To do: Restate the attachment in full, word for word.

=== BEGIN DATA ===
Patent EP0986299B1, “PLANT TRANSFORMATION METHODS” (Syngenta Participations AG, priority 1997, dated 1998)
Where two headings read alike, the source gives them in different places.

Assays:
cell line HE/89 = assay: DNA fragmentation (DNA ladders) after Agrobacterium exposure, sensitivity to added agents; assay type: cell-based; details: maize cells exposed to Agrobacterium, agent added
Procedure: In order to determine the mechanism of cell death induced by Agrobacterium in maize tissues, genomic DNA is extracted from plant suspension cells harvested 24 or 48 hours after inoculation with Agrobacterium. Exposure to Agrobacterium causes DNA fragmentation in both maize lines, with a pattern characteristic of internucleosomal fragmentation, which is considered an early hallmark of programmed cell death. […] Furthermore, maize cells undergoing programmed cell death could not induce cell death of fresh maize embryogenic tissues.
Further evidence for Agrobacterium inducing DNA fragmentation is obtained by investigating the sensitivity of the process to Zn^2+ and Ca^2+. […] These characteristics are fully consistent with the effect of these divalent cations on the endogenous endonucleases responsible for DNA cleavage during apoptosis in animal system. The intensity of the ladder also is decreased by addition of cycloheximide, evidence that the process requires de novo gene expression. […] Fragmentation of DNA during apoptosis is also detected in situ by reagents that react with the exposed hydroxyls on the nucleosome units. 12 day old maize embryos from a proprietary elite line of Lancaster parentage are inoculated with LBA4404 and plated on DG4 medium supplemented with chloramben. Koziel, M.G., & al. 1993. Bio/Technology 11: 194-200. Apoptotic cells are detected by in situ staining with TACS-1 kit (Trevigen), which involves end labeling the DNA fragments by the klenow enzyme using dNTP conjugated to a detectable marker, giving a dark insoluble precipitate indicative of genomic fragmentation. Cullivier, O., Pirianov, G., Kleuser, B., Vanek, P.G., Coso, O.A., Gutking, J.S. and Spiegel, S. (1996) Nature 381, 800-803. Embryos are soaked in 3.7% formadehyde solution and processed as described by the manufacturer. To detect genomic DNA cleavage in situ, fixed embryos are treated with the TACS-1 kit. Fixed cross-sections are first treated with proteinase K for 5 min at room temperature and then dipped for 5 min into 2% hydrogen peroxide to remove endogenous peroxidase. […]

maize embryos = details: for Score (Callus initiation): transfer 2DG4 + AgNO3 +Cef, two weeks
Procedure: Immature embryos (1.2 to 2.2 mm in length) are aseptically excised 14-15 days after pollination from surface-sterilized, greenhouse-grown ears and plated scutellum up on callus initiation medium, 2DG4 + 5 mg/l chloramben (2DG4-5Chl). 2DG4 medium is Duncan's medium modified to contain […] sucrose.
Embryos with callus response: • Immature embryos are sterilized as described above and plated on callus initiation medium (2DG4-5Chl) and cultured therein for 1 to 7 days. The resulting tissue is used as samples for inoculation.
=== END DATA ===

Patent EP0986299B1, “PLANT TRANSFORMATION METHODS” (Syngenta Participations AG, priority 1997, dated 1998)
Where two headings read alike, the source gives them in different places.

Assays:
cell line HE/89 = assay: DNA fragmentation (DNA ladders) after Agrobacterium exposure, sensitivity to added agents; assay type: cell-based; details: maize cells exposed to Agrobacterium, agent added
Procedure: In order to determine the mechanism of cell death induced by Agrobacterium in maize tissues, genomic DNA is extracted from plant suspension cells harvested 24 or 48 hours after inoculation with Agrobacterium. Exposure to Agrobacterium causes DNA fragmentation in both maize lines, with a pattern characteristic of internucleosomal fragmentation, which is considered an early hallmark of programmed cell death. […] Furthermore, maize cells undergoing programmed cell death could not induce cell death of fresh maize embryogenic tissues.
Further evidence for Agrobacterium inducing DNA fragmentation is obtained by investigating the sensitivity of the process to Zn^2+ and Ca^2+. […] These characteristics are fully consistent with the effect of these divalent cations on the endogenous endonucleases responsible for DNA cleavage during apoptosis in animal system. The intensity of the ladder also is decreased by addition of cycloheximide, evidence that the process requires de novo gene expression. […] Fragmentation of DNA during apoptosis is also detected in situ by reagents that react with the exposed hydroxyls on the nucleosome units. 12 day old maize embryos from a proprietary elite line of Lancaster parentage are inoculated with LBA4404 and plated on DG4 medium supplemented with chloramben. Koziel, M.G., & al. 1993. Bio/Technology 11: 194-200. Apoptotic cells are detected by in situ staining with TACS-1 kit (Trevigen), which involves end labeling the DNA fragments by the klenow enzyme using dNTP conjugated to a detectable marker, giving a dark insoluble precipitate indicative of genomic fragmentation. Cullivier, O., Pirianov, G., Kleuser, B., Vanek, P.G., Coso, O.A., Gutking, J.S. and Spiegel, S. (1996) Nature 381, 800-803. Embryos are soaked in 3.7% formadehyde solution and processed as described by the manufacturer. To detect genomic DNA cleavage in situ, fixed embryos are treated with the TACS-1 kit. Fixed cross-sections are first treated with proteinase K for 5 min at room temperature and then dipped for 5 min into 2% hydrogen peroxide to remove endogenous peroxidase. […]

maize embryos = details: for Score (Callus initiation): transfer 2DG4 + AgNO3 +Cef, two weeks
Procedure: Immature embryos (1.2 to 2.2 mm in length) are aseptically excised 14-15 days after pollination from surface-sterilized, greenhouse-grown ears and plated scutellum up on callus initiation medium, 2DG4 + 5 mg/l chloramben (2DG4-5Chl). 2DG4 medium is Duncan's medium modified to contain […] sucrose.
Embryos with callus response: • Immature embryos are sterilized as described above and plated on callus initiation medium (2DG4-5Chl) and cultured therein for 1 to 7 days. The resulting tissue is used as samples for inoculation.